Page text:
Why Your Business Might Not Sell

If you have the time, you should focus on building a salable business to maximize its value. In order to do that, it’s critical to know what buyers of businesses want – and then give that to them. Most buyers desire a company with infrastructure and a management team as opposed to a one-person show. 

Starting a business requires a different set of skills than growing a business. And different sets of skills are required at different stages of growth. 

The skills required to grow your business from zero to $1 million in revenue are not the same skills needed to grow your business to $10 million or $100 million in revenue. Institutionalizing your company is key not only to growing your business but also to improving its value.

You can accomplish several objectives when you institutionalize your company through installing systems and building a management team. 

  • It prepares your company for the next stage of growth. 
  • It increases the value of your company.
  • It increases the salability of your company.

If you want to sell your business for the most money possible, you should institutionalize your business to maximize its value.

Institutionalizing Your Business

Institutionalizing your business is accomplished through two primary tools – building systems and building a management team. 

Building Systems

Developing systems involves streamlining, automating, and documenting your processes. By documenting your key processes, you increase the chances of selling your business and increase its value. 

Some benefits of building systems include: 

  • Easily attracting valuable employees with clear job descriptions.
  • Managing your business more efficiently using well-documented processes.
  • Increasing the value of your company.
  • Maximizing the opportunities to sell your business.

Building a Management Team

Most businesses under $10 million in revenue lack a formal management team. Businesses that lack a professional management team would likely die without the owner’s presence. How long can your business survive without you? A year? A month? A week?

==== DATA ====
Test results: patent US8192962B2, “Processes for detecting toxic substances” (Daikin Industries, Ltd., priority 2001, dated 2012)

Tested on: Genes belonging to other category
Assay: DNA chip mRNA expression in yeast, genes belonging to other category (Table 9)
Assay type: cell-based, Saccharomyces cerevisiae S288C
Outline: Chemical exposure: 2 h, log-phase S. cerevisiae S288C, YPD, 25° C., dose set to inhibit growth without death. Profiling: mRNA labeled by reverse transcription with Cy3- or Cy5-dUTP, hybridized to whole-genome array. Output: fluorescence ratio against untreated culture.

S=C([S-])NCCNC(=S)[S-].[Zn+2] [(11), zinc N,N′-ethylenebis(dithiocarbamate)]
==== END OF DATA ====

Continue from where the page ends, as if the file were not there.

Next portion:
Building a professional management team requires a new set of skills for most entrepreneurs. When you first started your business, you likely performed most of the key tasks yourself. Once you reach a certain point in your business, however, you must build a team. 

Building a team requires both recruiting and management skills. You have to learn how to find and hire good people, and then how to get results from those employees. 

What position or positions would add the most value to your company? What does your company need most? A CFO, COO, VP of Marketing, VP of Sales, VP of Human Resources? Should you bring in an external president? Take the time to develop a formal management team. Not only will your business be easier to sell, but it will also sell faster, and your revenues and profits will likely increase.

Building the Right Business for Your Buyer Type

There are three broad types of buyers. Each has a different set of preferences regarding the type of infrastructure and systems they desire in a business. When preparing to sell your business, it’s important to understand the different buyer types, their criteria, and how you can best position your business to be as attractive as possible to these different types of buyers.

Understand the different types of buyers and the degree to which they require systems and a management team before you invest in building systems and a management team.

Buyer Type 1: Individual Buyers

If your company is valued at less than $2 million, chances are high it will be sold to an individual buyer.